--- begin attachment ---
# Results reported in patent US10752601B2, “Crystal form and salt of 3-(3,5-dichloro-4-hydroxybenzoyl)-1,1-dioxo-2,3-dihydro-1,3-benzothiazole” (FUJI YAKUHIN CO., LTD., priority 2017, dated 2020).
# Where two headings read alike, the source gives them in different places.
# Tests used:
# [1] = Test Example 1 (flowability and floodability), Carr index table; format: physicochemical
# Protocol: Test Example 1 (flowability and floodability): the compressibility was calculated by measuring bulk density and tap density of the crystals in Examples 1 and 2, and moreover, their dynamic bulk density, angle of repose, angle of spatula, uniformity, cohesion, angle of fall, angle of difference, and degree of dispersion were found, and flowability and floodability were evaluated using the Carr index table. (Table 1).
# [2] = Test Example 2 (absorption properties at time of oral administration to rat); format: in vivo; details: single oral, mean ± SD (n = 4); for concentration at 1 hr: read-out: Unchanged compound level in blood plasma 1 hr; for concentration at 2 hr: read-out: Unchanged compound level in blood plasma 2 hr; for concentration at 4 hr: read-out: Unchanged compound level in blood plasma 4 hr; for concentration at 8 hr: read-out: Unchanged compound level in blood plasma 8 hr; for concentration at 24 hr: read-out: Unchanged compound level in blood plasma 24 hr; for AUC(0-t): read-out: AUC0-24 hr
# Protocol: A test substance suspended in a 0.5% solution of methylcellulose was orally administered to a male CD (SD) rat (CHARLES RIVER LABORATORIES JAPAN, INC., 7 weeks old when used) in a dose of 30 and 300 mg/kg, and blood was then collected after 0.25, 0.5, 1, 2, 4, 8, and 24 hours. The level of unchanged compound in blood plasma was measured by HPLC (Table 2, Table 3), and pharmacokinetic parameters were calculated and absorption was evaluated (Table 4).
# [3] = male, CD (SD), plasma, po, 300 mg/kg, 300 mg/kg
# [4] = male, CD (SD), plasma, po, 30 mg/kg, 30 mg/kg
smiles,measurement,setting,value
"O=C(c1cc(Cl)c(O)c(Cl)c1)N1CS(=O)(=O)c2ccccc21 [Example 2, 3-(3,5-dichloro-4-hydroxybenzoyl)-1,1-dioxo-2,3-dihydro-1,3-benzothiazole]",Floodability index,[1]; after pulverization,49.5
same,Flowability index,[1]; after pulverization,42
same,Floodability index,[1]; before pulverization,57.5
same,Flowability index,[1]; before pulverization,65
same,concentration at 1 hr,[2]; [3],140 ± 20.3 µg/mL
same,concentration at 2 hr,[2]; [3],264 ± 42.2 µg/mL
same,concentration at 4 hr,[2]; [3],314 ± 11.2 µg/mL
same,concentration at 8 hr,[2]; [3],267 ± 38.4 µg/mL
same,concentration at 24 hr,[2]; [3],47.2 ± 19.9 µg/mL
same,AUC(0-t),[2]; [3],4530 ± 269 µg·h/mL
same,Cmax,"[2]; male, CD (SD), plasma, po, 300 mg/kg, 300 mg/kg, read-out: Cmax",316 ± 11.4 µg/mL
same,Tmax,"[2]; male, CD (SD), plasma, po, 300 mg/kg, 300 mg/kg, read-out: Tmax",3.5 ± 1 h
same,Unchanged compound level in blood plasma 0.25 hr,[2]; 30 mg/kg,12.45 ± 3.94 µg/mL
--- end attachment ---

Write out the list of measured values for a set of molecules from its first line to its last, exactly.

# Results reported in patent US10752601B2, “Crystal form and salt of 3-(3,5-dichloro-4-hydroxybenzoyl)-1,1-dioxo-2,3-dihydro-1,3-benzothiazole” (FUJI YAKUHIN CO., LTD., priority 2017, dated 2020).
# Where two headings read alike, the source gives them in different places.
# Tests used:
# [1] = Test Example 1 (flowability and floodability), Carr index table; format: physicochemical
# Protocol: Test Example 1 (flowability and floodability): the compressibility was calculated by measuring bulk density and tap density of the crystals in Examples 1 and 2, and moreover, their dynamic bulk density, angle of repose, angle of spatula, uniformity, cohesion, angle of fall, angle of difference, and degree of dispersion were found, and flowability and floodability were evaluated using the Carr index table. (Table 1).
# [2] = Test Example 2 (absorption properties at time of oral administration to rat); format: in vivo; details: single oral, mean ± SD (n = 4); for concentration at 1 hr: read-out: Unchanged compound level in blood plasma 1 hr; for concentration at 2 hr: read-out: Unchanged compound level in blood plasma 2 hr; for concentration at 4 hr: read-out: Unchanged compound level in blood plasma 4 hr; for concentration at 8 hr: read-out: Unchanged compound level in blood plasma 8 hr; for concentration at 24 hr: read-out: Unchanged compound level in blood plasma 24 hr; for AUC(0-t): read-out: AUC0-24 hr
# Protocol: A test substance suspended in a 0.5% solution of methylcellulose was orally administered to a male CD (SD) rat (CHARLES RIVER LABORATORIES JAPAN, INC., 7 weeks old when used) in a dose of 30 and 300 mg/kg, and blood was then collected after 0.25, 0.5, 1, 2, 4, 8, and 24 hours. The level of unchanged compound in blood plasma was measured by HPLC (Table 2, Table 3), and pharmacokinetic parameters were calculated and absorption was evaluated (Table 4).
# [3] = male, CD (SD), plasma, po, 300 mg/kg, 300 mg/kg
# [4] = male, CD (SD), plasma, po, 30 mg/kg, 30 mg/kg
smiles,measurement,setting,value
"O=C(c1cc(Cl)c(O)c(Cl)c1)N1CS(=O)(=O)c2ccccc21 [Example 2, 3-(3,5-dichloro-4-hydroxybenzoyl)-1,1-dioxo-2,3-dihydro-1,3-benzothiazole]",Floodability index,[1]; after pulverization,49.5
same,Flowability index,[1]; after pulverization,42
same,Floodability index,[1]; before pulverization,57.5
same,Flowability index,[1]; before pulverization,65
same,concentration at 1 hr,[2]; [3],140 ± 20.3 µg/mL
same,concentration at 2 hr,[2]; [3],264 ± 42.2 µg/mL
same,concentration at 4 hr,[2]; [3],314 ± 11.2 µg/mL
same,concentration at 8 hr,[2]; [3],267 ± 38.4 µg/mL
same,concentration at 24 hr,[2]; [3],47.2 ± 19.9 µg/mL
same,AUC(0-t),[2]; [3],4530 ± 269 µg·h/mL
same,Cmax,"[2]; male, CD (SD), plasma, po, 300 mg/kg, 300 mg/kg, read-out: Cmax",316 ± 11.4 µg/mL
same,Tmax,"[2]; male, CD (SD), plasma, po, 300 mg/kg, 300 mg/kg, read-out: Tmax",3.5 ± 1 h
same,Unchanged compound level in blood plasma 0.25 hr,[2]; 30 mg/kg,12.45 ± 3.94 µg/mL